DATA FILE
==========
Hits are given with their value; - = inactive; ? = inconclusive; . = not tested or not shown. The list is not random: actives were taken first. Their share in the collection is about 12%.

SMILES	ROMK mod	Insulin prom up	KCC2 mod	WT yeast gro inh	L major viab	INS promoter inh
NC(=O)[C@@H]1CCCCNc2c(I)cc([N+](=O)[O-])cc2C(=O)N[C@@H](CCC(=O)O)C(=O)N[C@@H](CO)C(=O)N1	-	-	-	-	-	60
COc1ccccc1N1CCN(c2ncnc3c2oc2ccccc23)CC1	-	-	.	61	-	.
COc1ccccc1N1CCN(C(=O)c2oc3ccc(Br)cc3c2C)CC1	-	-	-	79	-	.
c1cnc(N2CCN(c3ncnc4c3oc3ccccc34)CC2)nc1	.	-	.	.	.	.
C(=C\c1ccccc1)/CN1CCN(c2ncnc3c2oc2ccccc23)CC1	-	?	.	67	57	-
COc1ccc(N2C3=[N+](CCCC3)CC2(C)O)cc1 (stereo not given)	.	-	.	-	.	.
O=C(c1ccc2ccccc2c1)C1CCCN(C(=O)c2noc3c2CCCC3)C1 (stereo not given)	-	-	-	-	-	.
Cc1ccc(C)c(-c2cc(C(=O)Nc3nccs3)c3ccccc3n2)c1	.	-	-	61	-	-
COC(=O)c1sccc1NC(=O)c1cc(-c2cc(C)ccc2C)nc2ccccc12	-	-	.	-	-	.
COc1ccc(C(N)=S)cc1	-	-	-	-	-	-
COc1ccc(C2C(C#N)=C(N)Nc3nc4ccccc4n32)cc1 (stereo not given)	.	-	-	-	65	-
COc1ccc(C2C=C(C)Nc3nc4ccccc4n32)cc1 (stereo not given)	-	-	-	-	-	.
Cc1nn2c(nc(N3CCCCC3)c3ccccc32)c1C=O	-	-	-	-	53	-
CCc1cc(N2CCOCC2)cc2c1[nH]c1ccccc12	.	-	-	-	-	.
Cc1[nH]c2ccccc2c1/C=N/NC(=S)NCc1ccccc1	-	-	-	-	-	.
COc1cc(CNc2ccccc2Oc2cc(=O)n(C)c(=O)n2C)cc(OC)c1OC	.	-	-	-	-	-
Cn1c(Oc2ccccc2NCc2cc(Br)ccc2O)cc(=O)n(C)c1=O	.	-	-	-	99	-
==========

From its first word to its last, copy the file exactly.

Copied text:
Hits are given with their value; - = inactive; ? = inconclusive; . = not tested or not shown. The list is not random: actives were taken first. Their share in the collection is about 12%.

SMILES	ROMK mod	Insulin prom up	KCC2 mod	WT yeast gro inh	L major viab	INS promoter inh
NC(=O)[C@@H]1CCCCNc2c(I)cc([N+](=O)[O-])cc2C(=O)N[C@@H](CCC(=O)O)C(=O)N[C@@H](CO)C(=O)N1	-	-	-	-	-	60
COc1ccccc1N1CCN(c2ncnc3c2oc2ccccc23)CC1	-	-	.	61	-	.
COc1ccccc1N1CCN(C(=O)c2oc3ccc(Br)cc3c2C)CC1	-	-	-	79	-	.
c1cnc(N2CCN(c3ncnc4c3oc3ccccc34)CC2)nc1	.	-	.	.	.	.
C(=C\c1ccccc1)/CN1CCN(c2ncnc3c2oc2ccccc23)CC1	-	?	.	67	57	-
COc1ccc(N2C3=[N+](CCCC3)CC2(C)O)cc1 (stereo not given)	.	-	.	-	.	.
O=C(c1ccc2ccccc2c1)C1CCCN(C(=O)c2noc3c2CCCC3)C1 (stereo not given)	-	-	-	-	-	.
Cc1ccc(C)c(-c2cc(C(=O)Nc3nccs3)c3ccccc3n2)c1	.	-	-	61	-	-
COC(=O)c1sccc1NC(=O)c1cc(-c2cc(C)ccc2C)nc2ccccc12	-	-	.	-	-	.
COc1ccc(C(N)=S)cc1	-	-	-	-	-	-
COc1ccc(C2C(C#N)=C(N)Nc3nc4ccccc4n32)cc1 (stereo not given)	.	-	-	-	65	-
COc1ccc(C2C=C(C)Nc3nc4ccccc4n32)cc1 (stereo not given)	-	-	-	-	-	.
Cc1nn2c(nc(N3CCCCC3)c3ccccc32)c1C=O	-	-	-	-	53	-
CCc1cc(N2CCOCC2)cc2c1[nH]c1ccccc12	.	-	-	-	-	.
Cc1[nH]c2ccccc2c1/C=N/NC(=S)NCc1ccccc1	-	-	-	-	-	.
COc1cc(CNc2ccccc2Oc2cc(=O)n(C)c(=O)n2C)cc(OC)c1OC	.	-	-	-	-	-
Cn1c(Oc2ccccc2NCc2cc(Br)ccc2O)cc(=O)n(C)c1=O	.	-	-	-	99	-